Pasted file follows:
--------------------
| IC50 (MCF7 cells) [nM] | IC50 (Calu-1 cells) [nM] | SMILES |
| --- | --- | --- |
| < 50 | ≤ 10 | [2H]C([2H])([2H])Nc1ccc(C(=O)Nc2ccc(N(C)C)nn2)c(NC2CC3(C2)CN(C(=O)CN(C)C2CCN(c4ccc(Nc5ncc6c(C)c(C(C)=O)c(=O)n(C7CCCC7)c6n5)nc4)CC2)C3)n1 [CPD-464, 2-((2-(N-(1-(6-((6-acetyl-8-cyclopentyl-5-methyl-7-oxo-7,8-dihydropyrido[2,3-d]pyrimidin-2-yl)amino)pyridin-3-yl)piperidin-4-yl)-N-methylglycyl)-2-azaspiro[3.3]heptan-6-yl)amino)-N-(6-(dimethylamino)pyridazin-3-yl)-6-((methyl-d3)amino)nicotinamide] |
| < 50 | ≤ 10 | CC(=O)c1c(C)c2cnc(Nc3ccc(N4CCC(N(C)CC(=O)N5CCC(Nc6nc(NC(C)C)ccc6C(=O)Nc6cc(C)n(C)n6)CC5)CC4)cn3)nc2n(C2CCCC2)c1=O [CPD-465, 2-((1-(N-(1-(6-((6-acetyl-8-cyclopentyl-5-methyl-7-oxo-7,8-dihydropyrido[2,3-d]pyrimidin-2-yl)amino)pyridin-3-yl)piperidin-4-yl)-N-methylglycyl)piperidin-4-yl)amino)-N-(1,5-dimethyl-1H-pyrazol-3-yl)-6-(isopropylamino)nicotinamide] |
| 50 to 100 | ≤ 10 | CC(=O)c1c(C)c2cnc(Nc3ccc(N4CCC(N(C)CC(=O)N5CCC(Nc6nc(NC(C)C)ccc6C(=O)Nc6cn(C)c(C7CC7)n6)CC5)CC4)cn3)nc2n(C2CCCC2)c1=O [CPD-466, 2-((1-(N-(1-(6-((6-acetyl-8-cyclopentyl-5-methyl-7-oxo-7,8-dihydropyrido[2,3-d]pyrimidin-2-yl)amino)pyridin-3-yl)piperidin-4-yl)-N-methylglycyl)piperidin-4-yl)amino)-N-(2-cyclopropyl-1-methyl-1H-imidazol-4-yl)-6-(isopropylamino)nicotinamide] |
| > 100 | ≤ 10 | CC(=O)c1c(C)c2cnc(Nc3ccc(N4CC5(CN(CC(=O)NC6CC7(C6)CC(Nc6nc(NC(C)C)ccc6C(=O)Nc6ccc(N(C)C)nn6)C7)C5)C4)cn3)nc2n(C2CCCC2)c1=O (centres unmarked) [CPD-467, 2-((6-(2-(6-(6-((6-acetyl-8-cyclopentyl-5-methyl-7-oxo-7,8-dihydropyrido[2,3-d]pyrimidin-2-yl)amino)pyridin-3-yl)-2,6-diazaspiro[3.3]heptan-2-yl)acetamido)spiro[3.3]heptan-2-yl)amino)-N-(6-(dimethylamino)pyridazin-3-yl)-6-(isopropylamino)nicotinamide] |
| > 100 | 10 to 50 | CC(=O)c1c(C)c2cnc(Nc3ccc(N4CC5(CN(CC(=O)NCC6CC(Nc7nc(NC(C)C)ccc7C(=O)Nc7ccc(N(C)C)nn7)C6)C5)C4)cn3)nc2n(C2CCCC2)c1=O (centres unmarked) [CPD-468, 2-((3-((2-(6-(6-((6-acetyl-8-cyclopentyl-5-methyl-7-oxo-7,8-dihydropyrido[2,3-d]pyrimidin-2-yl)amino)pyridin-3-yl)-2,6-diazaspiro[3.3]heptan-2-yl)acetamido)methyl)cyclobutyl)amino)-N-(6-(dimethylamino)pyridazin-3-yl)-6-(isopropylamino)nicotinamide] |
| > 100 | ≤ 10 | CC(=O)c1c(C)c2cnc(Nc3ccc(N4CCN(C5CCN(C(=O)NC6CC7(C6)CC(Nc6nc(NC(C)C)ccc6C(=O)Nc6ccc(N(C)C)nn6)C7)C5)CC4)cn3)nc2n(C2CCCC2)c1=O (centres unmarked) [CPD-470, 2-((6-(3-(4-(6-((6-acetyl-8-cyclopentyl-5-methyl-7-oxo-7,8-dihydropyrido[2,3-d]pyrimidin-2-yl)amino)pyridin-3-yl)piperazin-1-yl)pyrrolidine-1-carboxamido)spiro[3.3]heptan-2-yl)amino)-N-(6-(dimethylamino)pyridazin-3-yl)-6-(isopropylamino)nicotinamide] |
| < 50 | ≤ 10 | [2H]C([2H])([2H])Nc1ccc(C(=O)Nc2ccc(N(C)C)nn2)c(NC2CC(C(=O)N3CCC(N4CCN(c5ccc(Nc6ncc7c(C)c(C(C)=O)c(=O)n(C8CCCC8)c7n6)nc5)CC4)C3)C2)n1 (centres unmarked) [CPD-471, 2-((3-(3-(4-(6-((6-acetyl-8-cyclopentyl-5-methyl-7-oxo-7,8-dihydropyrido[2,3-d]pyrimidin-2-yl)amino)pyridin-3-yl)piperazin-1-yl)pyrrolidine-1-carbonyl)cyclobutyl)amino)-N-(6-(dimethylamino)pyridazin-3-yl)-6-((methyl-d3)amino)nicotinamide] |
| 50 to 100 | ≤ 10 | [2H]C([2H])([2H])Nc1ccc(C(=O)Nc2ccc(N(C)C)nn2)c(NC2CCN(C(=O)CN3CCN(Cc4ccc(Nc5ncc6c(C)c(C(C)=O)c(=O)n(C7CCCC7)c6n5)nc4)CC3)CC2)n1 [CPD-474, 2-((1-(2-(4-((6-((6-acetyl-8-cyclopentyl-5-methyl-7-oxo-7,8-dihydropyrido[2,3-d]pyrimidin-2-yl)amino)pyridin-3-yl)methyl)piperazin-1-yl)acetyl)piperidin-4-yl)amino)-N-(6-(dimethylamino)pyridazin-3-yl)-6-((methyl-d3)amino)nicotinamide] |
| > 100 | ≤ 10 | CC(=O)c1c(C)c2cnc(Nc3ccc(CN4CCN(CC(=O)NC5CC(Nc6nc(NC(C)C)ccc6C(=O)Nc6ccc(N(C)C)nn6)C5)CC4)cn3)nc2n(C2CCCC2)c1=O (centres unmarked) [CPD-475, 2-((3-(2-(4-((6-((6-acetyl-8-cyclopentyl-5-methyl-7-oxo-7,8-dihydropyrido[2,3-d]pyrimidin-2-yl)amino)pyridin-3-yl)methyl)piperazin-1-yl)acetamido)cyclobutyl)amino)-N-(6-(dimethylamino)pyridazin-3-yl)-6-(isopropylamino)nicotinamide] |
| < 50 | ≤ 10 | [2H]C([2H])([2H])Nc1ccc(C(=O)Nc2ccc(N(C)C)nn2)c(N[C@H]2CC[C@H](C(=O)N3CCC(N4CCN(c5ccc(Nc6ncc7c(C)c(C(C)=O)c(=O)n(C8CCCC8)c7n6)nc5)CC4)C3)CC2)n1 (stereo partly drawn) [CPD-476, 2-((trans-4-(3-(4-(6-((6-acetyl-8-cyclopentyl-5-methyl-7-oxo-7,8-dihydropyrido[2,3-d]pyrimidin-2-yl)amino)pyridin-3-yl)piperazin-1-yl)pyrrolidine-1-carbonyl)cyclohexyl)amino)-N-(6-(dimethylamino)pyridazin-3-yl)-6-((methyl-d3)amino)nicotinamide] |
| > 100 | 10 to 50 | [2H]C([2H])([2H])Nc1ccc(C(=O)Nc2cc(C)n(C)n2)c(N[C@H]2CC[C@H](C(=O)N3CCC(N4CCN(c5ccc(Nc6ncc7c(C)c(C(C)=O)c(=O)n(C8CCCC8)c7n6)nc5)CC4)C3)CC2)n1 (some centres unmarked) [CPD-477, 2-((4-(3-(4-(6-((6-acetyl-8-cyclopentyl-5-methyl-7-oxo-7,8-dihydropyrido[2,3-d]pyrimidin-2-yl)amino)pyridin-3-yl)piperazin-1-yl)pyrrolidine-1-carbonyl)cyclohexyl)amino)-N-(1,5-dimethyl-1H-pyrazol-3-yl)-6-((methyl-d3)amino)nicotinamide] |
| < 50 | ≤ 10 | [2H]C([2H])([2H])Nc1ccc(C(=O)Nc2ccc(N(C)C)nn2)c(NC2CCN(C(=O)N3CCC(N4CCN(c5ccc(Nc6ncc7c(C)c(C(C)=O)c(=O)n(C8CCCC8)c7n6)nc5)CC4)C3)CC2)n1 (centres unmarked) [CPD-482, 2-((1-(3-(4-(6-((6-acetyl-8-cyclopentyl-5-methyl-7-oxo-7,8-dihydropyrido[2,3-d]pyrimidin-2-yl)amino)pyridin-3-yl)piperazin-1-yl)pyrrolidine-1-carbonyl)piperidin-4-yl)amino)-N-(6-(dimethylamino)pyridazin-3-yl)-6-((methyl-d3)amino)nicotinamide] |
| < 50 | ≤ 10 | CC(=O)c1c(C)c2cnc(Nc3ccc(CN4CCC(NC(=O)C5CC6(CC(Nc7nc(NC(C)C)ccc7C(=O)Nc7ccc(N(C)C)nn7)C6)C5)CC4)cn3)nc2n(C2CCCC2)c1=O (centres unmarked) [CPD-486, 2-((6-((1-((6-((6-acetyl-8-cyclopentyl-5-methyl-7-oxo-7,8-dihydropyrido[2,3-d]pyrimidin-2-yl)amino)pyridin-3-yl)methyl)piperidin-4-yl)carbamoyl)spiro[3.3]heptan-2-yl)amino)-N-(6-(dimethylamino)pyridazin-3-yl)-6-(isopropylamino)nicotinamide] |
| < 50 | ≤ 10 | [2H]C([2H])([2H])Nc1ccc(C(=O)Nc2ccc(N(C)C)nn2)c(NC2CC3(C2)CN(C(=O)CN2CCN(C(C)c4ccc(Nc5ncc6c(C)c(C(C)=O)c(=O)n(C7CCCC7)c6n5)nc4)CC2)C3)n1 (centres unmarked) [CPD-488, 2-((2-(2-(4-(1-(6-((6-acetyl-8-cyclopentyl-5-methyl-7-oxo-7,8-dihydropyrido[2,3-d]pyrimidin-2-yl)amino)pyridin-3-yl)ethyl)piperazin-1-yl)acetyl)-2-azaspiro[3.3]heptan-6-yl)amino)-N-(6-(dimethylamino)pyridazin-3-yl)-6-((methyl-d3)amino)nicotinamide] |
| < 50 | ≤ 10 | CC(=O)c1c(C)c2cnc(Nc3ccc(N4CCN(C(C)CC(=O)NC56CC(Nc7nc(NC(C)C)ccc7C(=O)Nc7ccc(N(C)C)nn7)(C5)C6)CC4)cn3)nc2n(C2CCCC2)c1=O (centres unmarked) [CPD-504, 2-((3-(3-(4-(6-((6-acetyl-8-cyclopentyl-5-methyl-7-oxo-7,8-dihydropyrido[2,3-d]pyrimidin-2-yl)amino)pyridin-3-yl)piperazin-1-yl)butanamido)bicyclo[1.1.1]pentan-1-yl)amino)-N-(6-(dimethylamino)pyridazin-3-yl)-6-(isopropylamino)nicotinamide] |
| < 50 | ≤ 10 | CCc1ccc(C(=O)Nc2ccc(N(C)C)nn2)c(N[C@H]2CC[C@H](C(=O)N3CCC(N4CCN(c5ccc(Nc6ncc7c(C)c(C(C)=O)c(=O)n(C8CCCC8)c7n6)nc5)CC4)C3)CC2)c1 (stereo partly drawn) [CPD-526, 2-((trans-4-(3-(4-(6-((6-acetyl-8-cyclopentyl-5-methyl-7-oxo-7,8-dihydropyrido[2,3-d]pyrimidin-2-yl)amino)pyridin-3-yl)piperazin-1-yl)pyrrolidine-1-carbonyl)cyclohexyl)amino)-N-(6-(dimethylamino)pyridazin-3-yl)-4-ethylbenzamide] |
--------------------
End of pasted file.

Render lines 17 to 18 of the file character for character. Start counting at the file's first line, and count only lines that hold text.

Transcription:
| < 50 | ≤ 10 | CC(=O)c1c(C)c2cnc(Nc3ccc(N4CCN(C(C)CC(=O)NC56CC(Nc7nc(NC(C)C)ccc7C(=O)Nc7ccc(N(C)C)nn7)(C5)C6)CC4)cn3)nc2n(C2CCCC2)c1=O (centres unmarked) [CPD-504, 2-((3-(3-(4-(6-((6-acetyl-8-cyclopentyl-5-methyl-7-oxo-7,8-dihydropyrido[2,3-d]pyrimidin-2-yl)amino)pyridin-3-yl)piperazin-1-yl)butanamido)bicyclo[1.1.1]pentan-1-yl)amino)-N-(6-(dimethylamino)pyridazin-3-yl)-6-(isopropylamino)nicotinamide] |
| < 50 | ≤ 10 | CCc1ccc(C(=O)Nc2ccc(N(C)C)nn2)c(N[C@H]2CC[C@H](C(=O)N3CCC(N4CCN(c5ccc(Nc6ncc7c(C)c(C(C)=O)c(=O)n(C8CCCC8)c7n6)nc5)CC4)C3)CC2)c1 (stereo partly drawn) [CPD-526, 2-((trans-4-(3-(4-(6-((6-acetyl-8-cyclopentyl-5-methyl-7-oxo-7,8-dihydropyrido[2,3-d]pyrimidin-2-yl)amino)pyridin-3-yl)piperazin-1-yl)pyrrolidine-1-carbonyl)cyclohexyl)amino)-N-(6-(dimethylamino)pyridazin-3-yl)-4-ethylbenzamide] |